While the terms “product manager” and “project manager” are used interchangeably in some companies, they are very different roles responsible for managing very different things. 

A project manager is responsible for managing a specific project, and a product manager is responsible for developing, planning, and launching products. 

One (the project manager) is project-focused (the achievement of an ultimate goal. Let’s say a bridge construction and its official delivery). He is often concerned about meeting strong deadlines and does deliver a unique “production”.

The other one is product-centered, and the product and service he is working on are destined to be “produced or delivered” en masse. 

Of course, both are pretty obsessed with Gantt charts and/or Roadmaps but with different levels of obsessions if I may attempt at a little humor here.

What are the Roles and Responsibilities of a Product Manager?

Simply put, the Product Manager pilots:

  • vision and product leadership,
  • strategy and market research,
  • business model,
  • product roadmap,
  • UX and product backlog,
  • product lifecycle management.

Product Manager vs. Project Manager

The Project Manager focuses on

  • delivery dates, and ending: the project delivery final date,
  • project plan, 
  • project scope, 
  • project cost and budget, 
  • external dependencies, 
  • monitoring progress and 
  • answering project stakeholders questions, and 
  • solving cross departments (involved or affected by the project) issues.

The Product Manager focuses on:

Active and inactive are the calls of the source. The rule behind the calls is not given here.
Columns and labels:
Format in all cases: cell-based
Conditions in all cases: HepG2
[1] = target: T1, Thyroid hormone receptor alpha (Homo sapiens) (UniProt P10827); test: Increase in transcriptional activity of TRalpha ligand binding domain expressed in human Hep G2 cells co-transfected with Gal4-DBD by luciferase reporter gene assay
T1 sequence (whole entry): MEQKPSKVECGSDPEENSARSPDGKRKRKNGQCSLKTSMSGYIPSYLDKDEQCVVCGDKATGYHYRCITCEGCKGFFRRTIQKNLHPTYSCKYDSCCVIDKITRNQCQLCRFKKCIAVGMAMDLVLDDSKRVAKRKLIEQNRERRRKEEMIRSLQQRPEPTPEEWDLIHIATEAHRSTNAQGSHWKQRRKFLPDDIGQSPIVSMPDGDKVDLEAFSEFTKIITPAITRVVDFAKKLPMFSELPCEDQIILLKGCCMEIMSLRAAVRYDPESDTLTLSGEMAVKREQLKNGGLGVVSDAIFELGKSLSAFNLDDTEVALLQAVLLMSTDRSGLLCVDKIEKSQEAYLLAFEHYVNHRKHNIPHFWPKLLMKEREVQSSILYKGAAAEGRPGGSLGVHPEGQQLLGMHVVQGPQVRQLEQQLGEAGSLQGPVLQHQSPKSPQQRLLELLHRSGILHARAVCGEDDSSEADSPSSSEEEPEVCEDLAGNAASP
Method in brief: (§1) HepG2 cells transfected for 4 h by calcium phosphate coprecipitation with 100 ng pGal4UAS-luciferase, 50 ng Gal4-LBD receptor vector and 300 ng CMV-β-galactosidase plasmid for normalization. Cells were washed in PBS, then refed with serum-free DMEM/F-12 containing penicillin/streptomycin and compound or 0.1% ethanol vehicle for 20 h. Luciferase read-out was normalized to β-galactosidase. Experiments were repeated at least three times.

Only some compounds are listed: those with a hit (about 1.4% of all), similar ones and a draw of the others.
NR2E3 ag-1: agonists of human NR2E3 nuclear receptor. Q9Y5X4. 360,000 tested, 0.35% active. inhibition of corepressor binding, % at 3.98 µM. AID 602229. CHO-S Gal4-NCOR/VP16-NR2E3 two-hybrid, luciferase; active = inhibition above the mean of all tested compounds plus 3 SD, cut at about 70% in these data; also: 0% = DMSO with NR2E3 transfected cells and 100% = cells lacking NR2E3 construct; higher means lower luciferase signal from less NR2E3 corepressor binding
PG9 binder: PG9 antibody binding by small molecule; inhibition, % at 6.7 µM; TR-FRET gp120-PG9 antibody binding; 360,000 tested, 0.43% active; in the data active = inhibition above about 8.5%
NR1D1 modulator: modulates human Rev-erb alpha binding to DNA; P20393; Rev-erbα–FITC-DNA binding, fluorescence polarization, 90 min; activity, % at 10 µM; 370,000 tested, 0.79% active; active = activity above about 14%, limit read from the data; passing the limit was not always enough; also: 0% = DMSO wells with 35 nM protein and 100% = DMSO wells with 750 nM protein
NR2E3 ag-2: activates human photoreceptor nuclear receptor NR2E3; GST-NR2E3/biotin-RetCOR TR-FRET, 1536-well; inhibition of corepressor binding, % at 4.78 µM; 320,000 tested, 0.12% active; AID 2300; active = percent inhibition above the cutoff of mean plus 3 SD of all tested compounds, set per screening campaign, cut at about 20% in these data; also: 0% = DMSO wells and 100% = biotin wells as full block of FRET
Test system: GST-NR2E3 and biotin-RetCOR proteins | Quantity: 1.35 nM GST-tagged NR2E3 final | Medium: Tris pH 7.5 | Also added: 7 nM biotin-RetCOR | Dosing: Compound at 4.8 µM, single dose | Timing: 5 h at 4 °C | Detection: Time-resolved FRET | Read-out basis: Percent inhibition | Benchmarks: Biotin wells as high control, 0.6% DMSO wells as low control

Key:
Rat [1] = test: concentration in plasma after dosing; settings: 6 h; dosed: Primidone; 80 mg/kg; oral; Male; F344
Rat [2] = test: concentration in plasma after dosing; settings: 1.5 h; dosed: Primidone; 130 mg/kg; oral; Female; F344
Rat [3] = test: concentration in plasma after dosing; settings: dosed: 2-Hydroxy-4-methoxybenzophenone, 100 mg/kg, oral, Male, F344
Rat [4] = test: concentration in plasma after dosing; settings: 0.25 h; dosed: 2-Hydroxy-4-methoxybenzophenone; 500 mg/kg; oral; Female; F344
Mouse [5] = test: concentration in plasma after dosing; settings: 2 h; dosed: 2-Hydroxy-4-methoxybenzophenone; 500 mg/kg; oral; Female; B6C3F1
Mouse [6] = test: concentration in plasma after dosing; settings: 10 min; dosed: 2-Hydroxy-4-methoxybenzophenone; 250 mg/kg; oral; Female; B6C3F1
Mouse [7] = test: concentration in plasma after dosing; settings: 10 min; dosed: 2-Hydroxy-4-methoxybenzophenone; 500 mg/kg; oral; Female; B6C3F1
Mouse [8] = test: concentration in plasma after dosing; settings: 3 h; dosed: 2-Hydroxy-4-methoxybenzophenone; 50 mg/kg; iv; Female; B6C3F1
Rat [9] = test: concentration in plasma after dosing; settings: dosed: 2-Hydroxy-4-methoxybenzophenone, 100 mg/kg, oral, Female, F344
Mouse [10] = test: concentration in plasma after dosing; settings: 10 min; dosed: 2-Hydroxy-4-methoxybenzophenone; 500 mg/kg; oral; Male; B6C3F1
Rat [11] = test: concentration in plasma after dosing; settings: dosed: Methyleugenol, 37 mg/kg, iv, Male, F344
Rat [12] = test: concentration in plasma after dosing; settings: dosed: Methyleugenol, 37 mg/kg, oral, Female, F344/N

• product strategy,
  • high-level requirements,
  • rough time frame,
  • product research, 
  • understanding customer needs, rallying team members around his product vision, validating the business model, defining, monitoring, and improving on the KPI (Key Performance Indicator), the success metrics.

What is the Overlap between the Product Manager and the Project Manager?

  • Both lead without use of power,
  • Both roles are requiring strong communication skills,
  • both are held accountable towards stakeholders,
  • both are way more efficient if they have a strong Industry knowledge,
  • they both need strong abilities in prioritization, Gantt (for slightly different purposes), planning/scheduling, and follow-up know-how.

Can a Project Manager Become a Product Manager?

As you understand by now, because of the overlapping roles and responsibilities, your abilities to manage a project, plan and schedule activities and resources, your non-authoritarian leadership style, your practice of soft skills set, you can become a great product manager and adapt quickly enough to serve as a great company and product team asset.

Which is a Better Career Product Manager or Project Manager?

Oh, yes, one more “it depends’ type of answer, but it’s really what it is. So let’s try to be more specific.

Is a Product Manager Career Better than a Project Manager for a new College, University Student?

These are my take based on 40 years of working experience from worker to technician, consultant, business owner across industries. It won’t be the usual advice you’ll find out there, you’ve been warned.